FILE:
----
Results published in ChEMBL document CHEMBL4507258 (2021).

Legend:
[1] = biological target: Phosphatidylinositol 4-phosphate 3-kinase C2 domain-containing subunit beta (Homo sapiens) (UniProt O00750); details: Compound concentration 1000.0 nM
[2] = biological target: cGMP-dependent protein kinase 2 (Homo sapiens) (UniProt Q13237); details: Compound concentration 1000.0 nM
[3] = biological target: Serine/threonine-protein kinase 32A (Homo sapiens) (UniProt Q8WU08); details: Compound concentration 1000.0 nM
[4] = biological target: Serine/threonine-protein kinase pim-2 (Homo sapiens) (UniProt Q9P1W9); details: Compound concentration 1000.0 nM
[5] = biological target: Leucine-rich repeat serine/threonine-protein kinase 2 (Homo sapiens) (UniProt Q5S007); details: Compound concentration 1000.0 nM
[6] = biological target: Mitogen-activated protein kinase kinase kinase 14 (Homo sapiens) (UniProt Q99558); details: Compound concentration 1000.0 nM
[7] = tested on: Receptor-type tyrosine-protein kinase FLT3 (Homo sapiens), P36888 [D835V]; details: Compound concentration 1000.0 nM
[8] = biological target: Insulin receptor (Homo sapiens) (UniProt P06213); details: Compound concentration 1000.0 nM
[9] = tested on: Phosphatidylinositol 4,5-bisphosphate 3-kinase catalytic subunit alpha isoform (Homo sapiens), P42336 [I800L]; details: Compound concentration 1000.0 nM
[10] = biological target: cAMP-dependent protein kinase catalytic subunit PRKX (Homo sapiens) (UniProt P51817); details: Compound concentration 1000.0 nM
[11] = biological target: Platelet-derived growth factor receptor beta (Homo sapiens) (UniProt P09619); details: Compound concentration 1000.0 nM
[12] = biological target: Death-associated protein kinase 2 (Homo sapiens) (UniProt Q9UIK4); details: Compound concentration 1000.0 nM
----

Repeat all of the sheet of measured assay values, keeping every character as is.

Results published in ChEMBL document CHEMBL4507258 (2021).

Legend:
[1] = biological target: Phosphatidylinositol 4-phosphate 3-kinase C2 domain-containing subunit beta (Homo sapiens) (UniProt O00750); details: Compound concentration 1000.0 nM
[2] = biological target: cGMP-dependent protein kinase 2 (Homo sapiens) (UniProt Q13237); details: Compound concentration 1000.0 nM
[3] = biological target: Serine/threonine-protein kinase 32A (Homo sapiens) (UniProt Q8WU08); details: Compound concentration 1000.0 nM
[4] = biological target: Serine/threonine-protein kinase pim-2 (Homo sapiens) (UniProt Q9P1W9); details: Compound concentration 1000.0 nM
[5] = biological target: Leucine-rich repeat serine/threonine-protein kinase 2 (Homo sapiens) (UniProt Q5S007); details: Compound concentration 1000.0 nM
[6] = biological target: Mitogen-activated protein kinase kinase kinase 14 (Homo sapiens) (UniProt Q99558); details: Compound concentration 1000.0 nM
[7] = tested on: Receptor-type tyrosine-protein kinase FLT3 (Homo sapiens), P36888 [D835V]; details: Compound concentration 1000.0 nM
[8] = biological target: Insulin receptor (Homo sapiens) (UniProt P06213); details: Compound concentration 1000.0 nM
[9] = tested on: Phosphatidylinositol 4,5-bisphosphate 3-kinase catalytic subunit alpha isoform (Homo sapiens), P42336 [I800L]; details: Compound concentration 1000.0 nM
[10] = biological target: cAMP-dependent protein kinase catalytic subunit PRKX (Homo sapiens) (UniProt P51817); details: Compound concentration 1000.0 nM
[11] = biological target: Platelet-derived growth factor receptor beta (Homo sapiens) (UniProt P09619); details: Compound concentration 1000.0 nM
[12] = biological target: Death-associated protein kinase 2 (Homo sapiens) (UniProt Q9UIK4); details: Compound concentration 1000.0 nM